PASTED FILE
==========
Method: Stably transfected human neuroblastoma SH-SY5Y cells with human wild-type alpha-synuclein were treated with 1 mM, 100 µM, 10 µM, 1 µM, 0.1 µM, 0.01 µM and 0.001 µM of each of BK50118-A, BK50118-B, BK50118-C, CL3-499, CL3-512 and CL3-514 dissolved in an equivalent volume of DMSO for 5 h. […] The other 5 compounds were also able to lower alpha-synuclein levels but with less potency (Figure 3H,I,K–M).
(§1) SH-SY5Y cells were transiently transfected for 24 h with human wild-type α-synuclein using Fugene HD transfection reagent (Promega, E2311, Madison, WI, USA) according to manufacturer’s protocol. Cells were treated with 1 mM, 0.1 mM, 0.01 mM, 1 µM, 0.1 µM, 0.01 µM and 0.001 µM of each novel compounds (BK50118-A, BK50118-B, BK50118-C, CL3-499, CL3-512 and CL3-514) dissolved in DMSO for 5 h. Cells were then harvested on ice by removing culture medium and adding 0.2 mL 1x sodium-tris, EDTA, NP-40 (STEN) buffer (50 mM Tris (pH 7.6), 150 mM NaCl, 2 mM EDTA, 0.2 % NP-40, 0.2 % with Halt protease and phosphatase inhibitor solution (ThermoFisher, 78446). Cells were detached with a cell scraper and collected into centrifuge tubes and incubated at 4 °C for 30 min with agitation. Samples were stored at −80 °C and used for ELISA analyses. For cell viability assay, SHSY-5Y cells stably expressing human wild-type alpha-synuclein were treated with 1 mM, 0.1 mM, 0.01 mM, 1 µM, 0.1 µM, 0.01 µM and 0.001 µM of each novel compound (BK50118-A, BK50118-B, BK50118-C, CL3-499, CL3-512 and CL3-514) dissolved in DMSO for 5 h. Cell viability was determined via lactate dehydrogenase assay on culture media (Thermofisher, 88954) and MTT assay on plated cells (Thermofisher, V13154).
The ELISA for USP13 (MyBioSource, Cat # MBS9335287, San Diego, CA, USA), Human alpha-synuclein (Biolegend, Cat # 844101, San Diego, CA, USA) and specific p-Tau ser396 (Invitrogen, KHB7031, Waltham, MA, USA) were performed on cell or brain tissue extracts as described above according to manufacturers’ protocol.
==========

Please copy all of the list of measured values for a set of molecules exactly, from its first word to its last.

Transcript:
Method: Stably transfected human neuroblastoma SH-SY5Y cells with human wild-type alpha-synuclein were treated with 1 mM, 100 µM, 10 µM, 1 µM, 0.1 µM, 0.01 µM and 0.001 µM of each of BK50118-A, BK50118-B, BK50118-C, CL3-499, CL3-512 and CL3-514 dissolved in an equivalent volume of DMSO for 5 h. […] The other 5 compounds were also able to lower alpha-synuclein levels but with less potency (Figure 3H,I,K–M).
(§1) SH-SY5Y cells were transiently transfected for 24 h with human wild-type α-synuclein using Fugene HD transfection reagent (Promega, E2311, Madison, WI, USA) according to manufacturer’s protocol. Cells were treated with 1 mM, 0.1 mM, 0.01 mM, 1 µM, 0.1 µM, 0.01 µM and 0.001 µM of each novel compounds (BK50118-A, BK50118-B, BK50118-C, CL3-499, CL3-512 and CL3-514) dissolved in DMSO for 5 h. Cells were then harvested on ice by removing culture medium and adding 0.2 mL 1x sodium-tris, EDTA, NP-40 (STEN) buffer (50 mM Tris (pH 7.6), 150 mM NaCl, 2 mM EDTA, 0.2 % NP-40, 0.2 % with Halt protease and phosphatase inhibitor solution (ThermoFisher, 78446). Cells were detached with a cell scraper and collected into centrifuge tubes and incubated at 4 °C for 30 min with agitation. Samples were stored at −80 °C and used for ELISA analyses. For cell viability assay, SHSY-5Y cells stably expressing human wild-type alpha-synuclein were treated with 1 mM, 0.1 mM, 0.01 mM, 1 µM, 0.1 µM, 0.01 µM and 0.001 µM of each novel compound (BK50118-A, BK50118-B, BK50118-C, CL3-499, CL3-512 and CL3-514) dissolved in DMSO for 5 h. Cell viability was determined via lactate dehydrogenase assay on culture media (Thermofisher, 88954) and MTT assay on plated cells (Thermofisher, V13154).
The ELISA for USP13 (MyBioSource, Cat # MBS9335287, San Diego, CA, USA), Human alpha-synuclein (Biolegend, Cat # 844101, San Diego, CA, USA) and specific p-Tau ser396 (Invitrogen, KHB7031, Waltham, MA, USA) were performed on cell or brain tissue extracts as described above according to manufacturers’ protocol.